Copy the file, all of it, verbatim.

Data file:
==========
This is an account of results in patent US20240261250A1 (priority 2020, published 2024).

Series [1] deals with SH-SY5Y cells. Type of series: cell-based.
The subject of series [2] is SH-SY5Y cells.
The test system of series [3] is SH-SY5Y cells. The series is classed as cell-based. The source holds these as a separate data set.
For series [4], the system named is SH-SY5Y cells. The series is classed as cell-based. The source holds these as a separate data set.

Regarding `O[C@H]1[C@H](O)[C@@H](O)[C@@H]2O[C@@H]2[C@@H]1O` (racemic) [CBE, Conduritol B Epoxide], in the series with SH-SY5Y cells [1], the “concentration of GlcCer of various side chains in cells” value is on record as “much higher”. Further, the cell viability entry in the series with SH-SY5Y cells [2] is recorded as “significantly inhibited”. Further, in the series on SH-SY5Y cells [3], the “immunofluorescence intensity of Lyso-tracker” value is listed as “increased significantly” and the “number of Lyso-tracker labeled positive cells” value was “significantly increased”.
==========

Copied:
This is an account of results in patent US20240261250A1 (priority 2020, published 2024).

Series [1] deals with SH-SY5Y cells. Type of series: cell-based.
The subject of series [2] is SH-SY5Y cells.
The test system of series [3] is SH-SY5Y cells. The series is classed as cell-based. The source holds these as a separate data set.
For series [4], the system named is SH-SY5Y cells. The series is classed as cell-based. The source holds these as a separate data set.

Regarding `O[C@H]1[C@H](O)[C@@H](O)[C@@H]2O[C@@H]2[C@@H]1O` (racemic) [CBE, Conduritol B Epoxide], in the series with SH-SY5Y cells [1], the “concentration of GlcCer of various side chains in cells” value is on record as “much higher”. Further, the cell viability entry in the series with SH-SY5Y cells [2] is recorded as “significantly inhibited”. Further, in the series on SH-SY5Y cells [3], the “immunofluorescence intensity of Lyso-tracker” value is listed as “increased significantly” and the “number of Lyso-tracker labeled positive cells” value was “significantly increased”.